RFID Journal Announces Winners of Its Fifth Annual Awards
Gerry Weber International, Royal Caribbean Cruises, Mission Foods, Argonne National Laboratory, Intelleflex and Impinj's Chris Diorio have earned this year's awards, reflecting a variety of uses and achievements.
Apr 14, 2011—At the RFID Journal LIVE! 2011 conference and exhibition, being held this week in Orlando, Fla., RFID Journal announced its 2011 RFID Journal Award winners—a diverse group that includes a German apparel retailer, a cruise line, a corn-flour and tortilla company, a U.S. Department of Energy (DOE) laboratory and a provider of battery-assisted EPC RFID tags and readers. The RFID Journal Awards recognize companies and organizations that have distinguished themselves by their successful use of radio frequency identification, or by their introduction of a valuable new RFID product or service.
This year's winners were Gerry Weber International, Royal Caribbean Cruises, Mission Foods, the DOE's Argonne National Laboratory, Intelleflex and Chris Diorio, Impinj's chairman and CTO.
The winners in each of six categories were selected by an independent panel of judges recruited by RFID Journal for their deep understanding of RFID, and who have no financial interests.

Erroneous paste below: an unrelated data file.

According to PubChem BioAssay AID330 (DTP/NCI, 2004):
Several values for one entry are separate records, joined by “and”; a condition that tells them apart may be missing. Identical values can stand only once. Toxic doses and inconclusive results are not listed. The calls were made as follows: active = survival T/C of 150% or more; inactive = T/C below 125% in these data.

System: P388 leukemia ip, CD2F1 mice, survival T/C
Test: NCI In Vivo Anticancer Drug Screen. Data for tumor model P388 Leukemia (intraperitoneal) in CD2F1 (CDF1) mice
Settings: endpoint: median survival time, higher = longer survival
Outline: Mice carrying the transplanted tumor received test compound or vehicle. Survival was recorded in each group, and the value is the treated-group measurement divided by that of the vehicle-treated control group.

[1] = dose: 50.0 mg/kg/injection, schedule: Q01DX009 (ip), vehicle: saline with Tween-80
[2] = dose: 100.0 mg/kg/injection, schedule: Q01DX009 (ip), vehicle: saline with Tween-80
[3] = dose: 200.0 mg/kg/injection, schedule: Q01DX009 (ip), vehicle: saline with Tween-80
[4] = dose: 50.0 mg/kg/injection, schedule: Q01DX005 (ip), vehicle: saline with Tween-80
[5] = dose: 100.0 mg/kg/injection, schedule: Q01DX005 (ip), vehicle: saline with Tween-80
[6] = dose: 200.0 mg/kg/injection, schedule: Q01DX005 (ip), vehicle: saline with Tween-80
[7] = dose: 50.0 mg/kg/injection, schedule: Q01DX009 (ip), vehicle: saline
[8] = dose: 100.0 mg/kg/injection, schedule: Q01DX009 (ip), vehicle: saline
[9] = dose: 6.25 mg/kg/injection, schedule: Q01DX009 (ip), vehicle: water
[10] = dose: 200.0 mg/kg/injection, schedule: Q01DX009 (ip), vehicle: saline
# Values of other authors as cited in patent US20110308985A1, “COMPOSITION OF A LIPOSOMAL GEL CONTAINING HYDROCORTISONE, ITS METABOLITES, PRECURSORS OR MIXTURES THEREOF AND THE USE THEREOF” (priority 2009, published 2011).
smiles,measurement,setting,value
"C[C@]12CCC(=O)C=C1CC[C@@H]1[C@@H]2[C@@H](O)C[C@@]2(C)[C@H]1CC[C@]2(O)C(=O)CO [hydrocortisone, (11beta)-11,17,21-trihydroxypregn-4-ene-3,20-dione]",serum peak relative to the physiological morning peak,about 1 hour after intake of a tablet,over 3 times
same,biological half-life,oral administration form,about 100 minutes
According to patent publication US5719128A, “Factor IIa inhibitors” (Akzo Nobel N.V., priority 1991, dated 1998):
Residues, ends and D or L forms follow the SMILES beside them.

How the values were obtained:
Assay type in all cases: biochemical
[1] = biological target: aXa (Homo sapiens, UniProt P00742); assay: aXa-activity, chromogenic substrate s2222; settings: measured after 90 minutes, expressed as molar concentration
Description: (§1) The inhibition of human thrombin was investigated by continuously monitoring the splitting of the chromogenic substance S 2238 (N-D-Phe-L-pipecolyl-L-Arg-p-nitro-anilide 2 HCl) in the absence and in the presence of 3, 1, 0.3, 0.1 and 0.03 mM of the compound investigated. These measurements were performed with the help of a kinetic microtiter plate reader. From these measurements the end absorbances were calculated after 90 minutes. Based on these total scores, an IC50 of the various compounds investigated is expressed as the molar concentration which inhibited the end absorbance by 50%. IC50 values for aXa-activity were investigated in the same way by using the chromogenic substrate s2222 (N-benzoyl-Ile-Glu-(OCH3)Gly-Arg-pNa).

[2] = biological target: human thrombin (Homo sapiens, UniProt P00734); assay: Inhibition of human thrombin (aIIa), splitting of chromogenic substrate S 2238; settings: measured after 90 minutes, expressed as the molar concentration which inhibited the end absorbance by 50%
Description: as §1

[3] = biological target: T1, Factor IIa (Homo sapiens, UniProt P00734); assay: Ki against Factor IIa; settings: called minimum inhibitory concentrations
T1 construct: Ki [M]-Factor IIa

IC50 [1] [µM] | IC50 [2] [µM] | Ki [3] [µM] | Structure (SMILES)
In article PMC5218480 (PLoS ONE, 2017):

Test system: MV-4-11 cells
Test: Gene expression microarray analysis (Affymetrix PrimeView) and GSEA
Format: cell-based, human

The Best RFID Implementation award was presented to German apparel retailer Gerry Weber International. The company's solution integrates ultrahigh-frequency (UHF) EPC Gen 2 RFID tags into its product-care labels, enabling clothing items to be tracked from its factories to distribution warehouses, and on to 200 store locations (see Gerry Weber Sews in RFID's Benefits).
The award for Best Use of RFID to Enhance a Product or Service went to Royal Caribbean Cruises, for a solution enabling guests to prepay for unlimited soft drinks, and to then serve themselves fountain beverages without having to wait on a service bar line. The system includes RFID readers built into drink dispensers, with antennas installed in the drip trays. According to Bob Midyette, Royal Caribbean's director of fleet beverage operations, each beverage container has a built-in near-field EPC Gen 2 RFID inlay from Alien Technology, and back-end software confirms a guest's ID number and then allows the dispensing of a 16-ounce drink. "The system allows us to improve service to our guests," he explains, "and enhance sales with something that feels like magic."
Login and post your comment!
Not a member?
Signup for an account now to access all of the features of RFIDJournal.com!
SEND IT YOUR WAY
RFID JOURNAL EVENTS
ASK THE EXPERTS
Simply enter a question for our experts.